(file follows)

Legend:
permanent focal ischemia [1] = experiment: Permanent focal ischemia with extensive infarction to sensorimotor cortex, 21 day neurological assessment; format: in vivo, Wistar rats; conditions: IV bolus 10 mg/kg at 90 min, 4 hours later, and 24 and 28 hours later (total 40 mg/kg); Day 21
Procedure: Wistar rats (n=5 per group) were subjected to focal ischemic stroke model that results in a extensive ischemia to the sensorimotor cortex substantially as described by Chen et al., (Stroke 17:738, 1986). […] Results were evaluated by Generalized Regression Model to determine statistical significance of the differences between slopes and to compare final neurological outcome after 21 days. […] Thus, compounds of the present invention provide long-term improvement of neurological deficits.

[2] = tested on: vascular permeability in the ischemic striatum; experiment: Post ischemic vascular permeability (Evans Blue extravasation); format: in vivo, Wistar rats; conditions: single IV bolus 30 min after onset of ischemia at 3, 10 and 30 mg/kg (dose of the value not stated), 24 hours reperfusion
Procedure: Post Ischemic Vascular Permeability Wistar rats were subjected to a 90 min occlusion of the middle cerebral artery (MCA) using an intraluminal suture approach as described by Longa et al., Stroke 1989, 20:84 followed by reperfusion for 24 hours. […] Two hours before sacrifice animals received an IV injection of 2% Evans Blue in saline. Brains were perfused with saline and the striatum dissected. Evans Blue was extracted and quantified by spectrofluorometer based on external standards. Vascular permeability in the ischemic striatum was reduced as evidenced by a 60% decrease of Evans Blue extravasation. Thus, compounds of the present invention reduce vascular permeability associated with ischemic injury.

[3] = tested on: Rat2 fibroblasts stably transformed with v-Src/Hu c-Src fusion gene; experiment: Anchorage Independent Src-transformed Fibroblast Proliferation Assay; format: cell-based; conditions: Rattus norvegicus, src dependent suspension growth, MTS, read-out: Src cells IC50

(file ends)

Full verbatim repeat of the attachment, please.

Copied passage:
Legend:
permanent focal ischemia [1] = experiment: Permanent focal ischemia with extensive infarction to sensorimotor cortex, 21 day neurological assessment; format: in vivo, Wistar rats; conditions: IV bolus 10 mg/kg at 90 min, 4 hours later, and 24 and 28 hours later (total 40 mg/kg); Day 21
Procedure: Wistar rats (n=5 per group) were subjected to focal ischemic stroke model that results in a extensive ischemia to the sensorimotor cortex substantially as described by Chen et al., (Stroke 17:738, 1986). […] Results were evaluated by Generalized Regression Model to determine statistical significance of the differences between slopes and to compare final neurological outcome after 21 days. […] Thus, compounds of the present invention provide long-term improvement of neurological deficits.

[2] = tested on: vascular permeability in the ischemic striatum; experiment: Post ischemic vascular permeability (Evans Blue extravasation); format: in vivo, Wistar rats; conditions: single IV bolus 30 min after onset of ischemia at 3, 10 and 30 mg/kg (dose of the value not stated), 24 hours reperfusion
Procedure: Post Ischemic Vascular Permeability Wistar rats were subjected to a 90 min occlusion of the middle cerebral artery (MCA) using an intraluminal suture approach as described by Longa et al., Stroke 1989, 20:84 followed by reperfusion for 24 hours. […] Two hours before sacrifice animals received an IV injection of 2% Evans Blue in saline. Brains were perfused with saline and the striatum dissected. Evans Blue was extracted and quantified by spectrofluorometer based on external standards. Vascular permeability in the ischemic striatum was reduced as evidenced by a 60% decrease of Evans Blue extravasation. Thus, compounds of the present invention reduce vascular permeability associated with ischemic injury.

[3] = tested on: Rat2 fibroblasts stably transformed with v-Src/Hu c-Src fusion gene; experiment: Anchorage Independent Src-transformed Fibroblast Proliferation Assay; format: cell-based; conditions: Rattus norvegicus, src dependent suspension growth, MTS, read-out: Src cells IC50